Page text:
Sunday, January 10, 2010

New Moon (2009)

After the success of Twilight, Summit Entertainment certainly realized they had a goldmine on their hands, so you'd think the second installment would be an improvement on the modest first. Unfortunately, that was not the case from either a story, acting or production standpoint.

To begin with, the new director Chris Weitz was not an improvement over Catherine Hardwicke. It seemed like he had less of a budget to work with, when just the opposite was true. In this second installment, there are no scenic visuals, no arresting camera angles. No artful staging. There's more action, but it feels phony and falls flat. It includes the wolves that were in the book and some Volturi fights that were not. Since the filmmakers feel the need to rev up the volume, not by heightening the romance upon which this saga is built, but by creating physical conflicts that weren't in the original source material, I shudder to think of what they will do for the series finale.

Kristen Stewart and Robert Pattinson are back in this sequel, although Pattinson is absent for 75% of the movie and Taylor Lautner steps in as Jacob, the other non-human in Bella's life. Having Pattinson gone saved the audience from much of his relentless squinting. His broad forehead is constantly wrinkled in, what I can only assume is supposed to be agony. He has a visage that resembles Frankenstein more than Dracula and he mumbles so much that if I hadn't read the books, I'd have little idea of anything Edward said. The laconic Kristen Stewart's measured monotone mirrors his and they're a murmur match made in heaven.

Stewart is not untalented. She has a deft quality that brings small moments to life, as when Bella, eager to avoid a romantic movie, convinces her friends to go see Face Punch instead. Stewart plays subtle humor well, but when the script calls for deep emotion -- such as a fear of bloodthirsty vampires or the undying love that is the cornerstone of Bella and Edward's relationship -- she's missing in action.

As for Lautner, it's hard to tell whether he's a bad actor or just struggling with bad dialogue. For better or worse, he emotes more than the other two. In the nineties, the X-Files was mocked because critics claimed Mulder and Scully droned constantly, never using inflection in their tones. The Simpsons even spoofed their robotic demeanors in an episode called The Springfield Files and, always one for self-mockery, the X-Files lampooned its own deadpan characters in an entry titled Jose Chung's from Outer Space. The fact is, Mulder and Scully's calm masked repressed love and pain made all the more powerful because it was so controlled. With Bella and Edward, it's not control lurking behind their blank exteriors, but apathy. Everything they are is visible on the surface and that surface is empty.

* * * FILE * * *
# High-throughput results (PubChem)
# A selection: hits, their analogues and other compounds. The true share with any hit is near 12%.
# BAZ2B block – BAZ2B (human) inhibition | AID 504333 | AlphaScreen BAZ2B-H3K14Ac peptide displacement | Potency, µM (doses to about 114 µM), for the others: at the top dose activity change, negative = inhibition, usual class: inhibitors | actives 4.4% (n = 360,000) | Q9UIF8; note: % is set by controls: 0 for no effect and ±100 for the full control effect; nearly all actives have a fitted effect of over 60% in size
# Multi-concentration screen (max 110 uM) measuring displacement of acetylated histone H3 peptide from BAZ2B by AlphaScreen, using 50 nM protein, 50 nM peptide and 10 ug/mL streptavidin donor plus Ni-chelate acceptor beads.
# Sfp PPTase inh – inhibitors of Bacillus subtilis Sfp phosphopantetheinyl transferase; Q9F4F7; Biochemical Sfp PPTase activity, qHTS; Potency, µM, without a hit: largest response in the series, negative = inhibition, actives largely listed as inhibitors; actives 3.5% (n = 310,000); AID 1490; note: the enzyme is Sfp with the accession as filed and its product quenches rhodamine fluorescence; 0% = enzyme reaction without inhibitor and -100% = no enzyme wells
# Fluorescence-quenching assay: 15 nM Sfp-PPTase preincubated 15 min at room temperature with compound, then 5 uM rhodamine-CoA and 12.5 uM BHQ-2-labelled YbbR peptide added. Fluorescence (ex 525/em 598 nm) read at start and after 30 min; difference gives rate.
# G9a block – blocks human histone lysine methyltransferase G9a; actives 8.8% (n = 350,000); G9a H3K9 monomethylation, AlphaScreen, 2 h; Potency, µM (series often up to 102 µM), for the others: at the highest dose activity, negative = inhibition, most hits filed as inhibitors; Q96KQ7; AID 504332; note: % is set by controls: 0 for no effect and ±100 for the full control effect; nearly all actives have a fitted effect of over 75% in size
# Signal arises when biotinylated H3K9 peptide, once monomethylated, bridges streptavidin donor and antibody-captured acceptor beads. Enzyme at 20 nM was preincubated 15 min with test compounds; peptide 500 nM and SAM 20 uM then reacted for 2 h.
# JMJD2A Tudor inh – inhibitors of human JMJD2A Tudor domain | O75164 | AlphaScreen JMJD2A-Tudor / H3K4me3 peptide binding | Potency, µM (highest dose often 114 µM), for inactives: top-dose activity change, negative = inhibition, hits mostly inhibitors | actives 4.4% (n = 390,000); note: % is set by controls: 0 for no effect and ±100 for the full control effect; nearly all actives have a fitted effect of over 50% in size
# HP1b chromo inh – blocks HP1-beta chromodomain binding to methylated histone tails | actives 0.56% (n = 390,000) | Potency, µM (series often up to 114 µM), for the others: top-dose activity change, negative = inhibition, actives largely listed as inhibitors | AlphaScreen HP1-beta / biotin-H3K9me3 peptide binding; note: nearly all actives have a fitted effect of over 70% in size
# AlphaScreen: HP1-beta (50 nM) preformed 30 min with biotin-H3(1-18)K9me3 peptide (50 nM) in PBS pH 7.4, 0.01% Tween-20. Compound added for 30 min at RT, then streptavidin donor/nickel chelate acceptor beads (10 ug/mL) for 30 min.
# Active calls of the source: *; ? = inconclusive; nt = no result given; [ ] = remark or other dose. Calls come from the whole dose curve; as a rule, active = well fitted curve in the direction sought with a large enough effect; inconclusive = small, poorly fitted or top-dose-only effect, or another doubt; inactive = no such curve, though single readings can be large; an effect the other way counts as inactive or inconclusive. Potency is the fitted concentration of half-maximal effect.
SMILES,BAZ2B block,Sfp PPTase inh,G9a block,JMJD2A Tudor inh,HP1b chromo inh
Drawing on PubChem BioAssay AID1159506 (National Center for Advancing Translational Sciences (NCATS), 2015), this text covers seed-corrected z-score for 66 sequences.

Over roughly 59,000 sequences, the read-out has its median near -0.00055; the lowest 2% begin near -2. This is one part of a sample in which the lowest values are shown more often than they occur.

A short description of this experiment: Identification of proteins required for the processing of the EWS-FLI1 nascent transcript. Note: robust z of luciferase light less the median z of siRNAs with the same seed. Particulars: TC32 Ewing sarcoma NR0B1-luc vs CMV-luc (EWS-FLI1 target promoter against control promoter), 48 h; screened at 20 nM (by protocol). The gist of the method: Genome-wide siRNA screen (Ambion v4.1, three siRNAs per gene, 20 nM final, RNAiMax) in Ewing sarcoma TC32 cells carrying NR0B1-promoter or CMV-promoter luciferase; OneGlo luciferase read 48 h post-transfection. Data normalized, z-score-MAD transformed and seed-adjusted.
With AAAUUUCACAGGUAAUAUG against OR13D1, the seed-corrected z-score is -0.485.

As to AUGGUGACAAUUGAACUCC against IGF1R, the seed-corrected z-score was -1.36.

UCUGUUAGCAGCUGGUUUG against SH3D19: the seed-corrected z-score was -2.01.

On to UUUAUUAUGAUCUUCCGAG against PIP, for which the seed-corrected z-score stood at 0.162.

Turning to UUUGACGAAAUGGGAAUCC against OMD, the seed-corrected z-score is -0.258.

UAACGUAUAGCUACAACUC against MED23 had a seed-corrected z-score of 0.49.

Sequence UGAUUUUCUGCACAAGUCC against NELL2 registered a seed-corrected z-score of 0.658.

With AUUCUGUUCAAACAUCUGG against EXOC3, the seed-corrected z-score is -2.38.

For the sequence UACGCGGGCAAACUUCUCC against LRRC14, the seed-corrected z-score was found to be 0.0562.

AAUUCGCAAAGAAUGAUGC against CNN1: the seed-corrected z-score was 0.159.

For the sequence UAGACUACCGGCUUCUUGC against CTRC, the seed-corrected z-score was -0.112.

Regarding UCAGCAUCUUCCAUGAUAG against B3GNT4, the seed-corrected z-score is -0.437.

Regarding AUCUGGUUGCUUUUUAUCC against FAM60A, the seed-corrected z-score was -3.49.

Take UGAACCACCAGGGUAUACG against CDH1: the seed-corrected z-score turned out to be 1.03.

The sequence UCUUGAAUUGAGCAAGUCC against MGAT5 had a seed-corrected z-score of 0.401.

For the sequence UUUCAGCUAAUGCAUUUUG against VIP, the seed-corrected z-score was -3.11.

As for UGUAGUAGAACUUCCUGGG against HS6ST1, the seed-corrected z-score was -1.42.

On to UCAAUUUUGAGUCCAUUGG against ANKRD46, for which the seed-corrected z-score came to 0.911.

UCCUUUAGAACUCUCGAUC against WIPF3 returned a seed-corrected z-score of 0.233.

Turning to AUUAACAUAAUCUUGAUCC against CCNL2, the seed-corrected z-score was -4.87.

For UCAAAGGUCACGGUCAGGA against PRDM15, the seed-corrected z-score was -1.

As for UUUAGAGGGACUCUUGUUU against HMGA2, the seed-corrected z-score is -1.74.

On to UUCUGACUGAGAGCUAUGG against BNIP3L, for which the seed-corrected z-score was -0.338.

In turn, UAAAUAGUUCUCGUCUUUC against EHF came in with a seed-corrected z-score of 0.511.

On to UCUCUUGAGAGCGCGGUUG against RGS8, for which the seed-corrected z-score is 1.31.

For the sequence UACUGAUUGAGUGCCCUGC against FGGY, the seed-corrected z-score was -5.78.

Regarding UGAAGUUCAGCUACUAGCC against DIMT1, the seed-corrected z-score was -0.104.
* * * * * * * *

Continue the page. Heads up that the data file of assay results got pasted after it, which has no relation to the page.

Comparing the movie to the book, Bella implores Jacob not to make her choose between him and Edward, because if he does she'll choose Edward. She lets Jacob know that it's always going to be Edward. I for one wish that Book Bella had been that direct. In the book she repeatedly described her preference for Edward in much more complicated terms, then ended up contradicting it by describing her attraction for Jacob in almost identical words a few pages later. In the movie, one senses more certainty in her words, for now at least. Who knows what she'll say in the third movie. Certainly, the movie allows Jacob and Bella to connect in a kiss that was deflected by Bella's continued hallucinations of Edward. Meyer's Jacob and Bella did not actually kiss until the end of Eclipse. The movie is taking this side of the triangle further, faster, in a way that can only disappoint Team Edward! As Taylor Lautner has quite a fan base, the movies will, no doubt, make all of Jacob's interactions with Bella racier than the actual Twilight pages would justify.

Furthermore, while the written series ended on a non-violent note, it's doubtful the movie makers will be content for that to happen. They've already revved up the Volterra "action" scenes, in New Moon, creating an extended fight Edward never had with the Volturi guards. There's sure to be more of that manufactured excitement in the films to come, sacrificing the exploration of character relationships for special effects.

Continuing to compare story to script, there's also a small twist earlier in the film when Jacob answers the phone in Bella's home. In the movie, Jacob knows he's talking to Edward, when he sneers and hangs up abruptly. In the book, Jacob thought he was speaking to Edward's father. Given the fact that Jacob knew that Bella would want to speak to Edward above all else, let alone the consequences of that abbreviated phone call (which made Edward mistakenly assume that Bella was dead), Jacob's action in hanging up alone should have been enough to cause Bella to end their friendship for good, without remorse. Unfortunately, that doesn't happen.

The Twilight saga made for an easy read, fulfilling sophmoric fantasies. I invariably expected less from the movie, but not this much less.

My review of the New Moon book can be found

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